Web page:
I’m sure you’ve all heard someone in your life tell you, man, I hate people.
I hate that phrase. It always gets me frustrated the second it leaves someone’s mouth, and it takes every bit of self-restraint in my body not to blurt out something trite; you haven’t met everyone in the whole world, so you can’t really say that, can you? Sometimes, even all my self-restraint isn’t enough. Sometimes, I say these things anyway, and you know what happens? Nothing. There’s too much evidence to the contrary for my words alone to change their view. I’m no match for countless stories of shootings and police brutality and robbery. What good is my small disagreement, when we’re still having to fight against issues like racism and homophobia?
Honestly? Not much.
Words alone cannot undo years’ worth of damage. It’s likely that people that think this way have been dealt a shitty hand, and they’ve encountered a lot of shitty people as a result. It’s possible that they have absolutely no reason to believe that there are plenty of good people left on this earth, and that’s not their fault. One person telling them, but not everyone’s like that! doesn’t change the fact that, for them, many were.
Social media can really put the nail in the coffin when it comes to these things. I see stories getting circulated all the time about police violence, murders, shootings, kidnappings, hate crimes—I could go on. I want to be aware of what is going on in the world that I’m living in, and I want to know the battles my people (all people) are pushing through, but I worry that, without balance, this constant stream of negative news will dampen people’s hope for the future. I don’t want teenagers and young adults to look at the wreckage left from years before and think that there’s nothing they can do to make a difference. If they start to see the population as a lost cause, then they won’t fight, and the world will never get better. We’ll just keep making the same mistakes.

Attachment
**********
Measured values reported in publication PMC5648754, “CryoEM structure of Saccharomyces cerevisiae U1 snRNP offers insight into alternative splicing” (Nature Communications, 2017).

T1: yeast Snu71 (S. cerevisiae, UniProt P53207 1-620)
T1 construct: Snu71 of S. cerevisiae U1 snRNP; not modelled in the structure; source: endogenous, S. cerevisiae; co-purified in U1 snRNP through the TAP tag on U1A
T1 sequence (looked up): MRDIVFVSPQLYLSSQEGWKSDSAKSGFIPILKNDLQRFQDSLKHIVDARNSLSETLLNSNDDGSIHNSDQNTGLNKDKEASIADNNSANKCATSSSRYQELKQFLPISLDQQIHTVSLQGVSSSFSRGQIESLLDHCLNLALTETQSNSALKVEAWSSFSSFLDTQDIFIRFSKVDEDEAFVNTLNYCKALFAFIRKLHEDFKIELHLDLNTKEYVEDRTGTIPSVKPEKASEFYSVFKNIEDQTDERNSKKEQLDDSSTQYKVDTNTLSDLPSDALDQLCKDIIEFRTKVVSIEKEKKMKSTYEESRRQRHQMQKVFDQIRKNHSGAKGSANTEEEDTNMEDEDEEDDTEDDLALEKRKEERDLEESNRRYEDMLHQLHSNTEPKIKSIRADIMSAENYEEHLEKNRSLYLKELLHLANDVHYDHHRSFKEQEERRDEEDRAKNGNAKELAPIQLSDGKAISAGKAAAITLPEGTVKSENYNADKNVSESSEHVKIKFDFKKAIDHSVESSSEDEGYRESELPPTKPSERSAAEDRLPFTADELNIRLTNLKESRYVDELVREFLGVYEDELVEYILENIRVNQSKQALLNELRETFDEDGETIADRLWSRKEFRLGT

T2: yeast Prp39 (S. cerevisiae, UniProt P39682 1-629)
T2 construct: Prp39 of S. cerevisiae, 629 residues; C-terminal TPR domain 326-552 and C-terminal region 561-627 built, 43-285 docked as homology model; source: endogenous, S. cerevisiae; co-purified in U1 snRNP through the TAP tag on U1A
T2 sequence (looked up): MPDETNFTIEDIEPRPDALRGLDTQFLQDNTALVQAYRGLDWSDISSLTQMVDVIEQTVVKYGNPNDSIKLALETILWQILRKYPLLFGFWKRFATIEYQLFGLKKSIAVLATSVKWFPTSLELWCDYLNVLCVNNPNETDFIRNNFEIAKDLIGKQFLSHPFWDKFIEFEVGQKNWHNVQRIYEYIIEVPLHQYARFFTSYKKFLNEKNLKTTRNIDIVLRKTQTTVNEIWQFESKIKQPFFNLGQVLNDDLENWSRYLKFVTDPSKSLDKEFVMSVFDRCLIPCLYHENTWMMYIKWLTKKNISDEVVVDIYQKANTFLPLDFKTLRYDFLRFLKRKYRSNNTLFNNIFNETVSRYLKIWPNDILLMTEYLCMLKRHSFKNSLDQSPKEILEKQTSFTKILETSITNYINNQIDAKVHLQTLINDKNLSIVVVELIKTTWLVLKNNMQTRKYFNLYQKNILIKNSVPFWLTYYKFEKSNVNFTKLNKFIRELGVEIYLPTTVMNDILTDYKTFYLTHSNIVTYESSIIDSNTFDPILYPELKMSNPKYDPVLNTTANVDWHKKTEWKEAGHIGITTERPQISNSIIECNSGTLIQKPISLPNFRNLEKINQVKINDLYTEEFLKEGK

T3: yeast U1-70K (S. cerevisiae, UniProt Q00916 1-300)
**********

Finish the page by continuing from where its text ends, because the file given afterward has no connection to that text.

Today, I’m giving each of you a challenge.
But I’m going to tell you a little story first. Context is everything, kids.
I write articles by night, but by day, I’m a receptionist at a barbershop. A few weeks ago, a woman came into the shop with her son and, very resolutely, wrote her name down on our sign-in sheet. It seemed like she’d had a long day. It was a slow evening, so she didn’t have to wait long. My co-worker had only been back with her for a few minutes before she came back to the front desk to grab the box of tissues and told me, “She has breast cancer. She came in tonight to shave off all of her hair.”
I walked by her chair a few times once they’d started. The struggle was written in this woman’s face, and her son (no more than 11 or 12) was standing right beside her, holding her hand. That alone was enough to pluck at my heartstrings, but it was what happened after her service that prompted me to write this article. My co-worker came to the front desk with a newly shaved section of hair on the side of her head, done in solidarity for this complete stranger who happened to end up in her chair. Apparently, her grandmother was taken by breast cancer in April of last year, and she was actually going to be getting a tattoo in memory of her just two days later. She told me, “I just had to do it. I don’t want anyone to feel like they’re going through this alone.”
That night, my co-worker gave that incredibly strong woman a reason to smile.
I’m challenging each of you to be that person for someone else.
The world needs an army of do-gooders, and this is our call-to-arms. The next time you see someone in need of help, do everything in your power to help them. If you see someone being treated unfairly, bring attention to it. If someone near you is being hurt, get them to a safe place. Fight for the things you believe in. Fight for the happiness of your fellow human beings. Each and every one of you has the power to make a difference in someone’s life today, so long as you keep yourself and your heart open to the world around you.
All it takes is one person.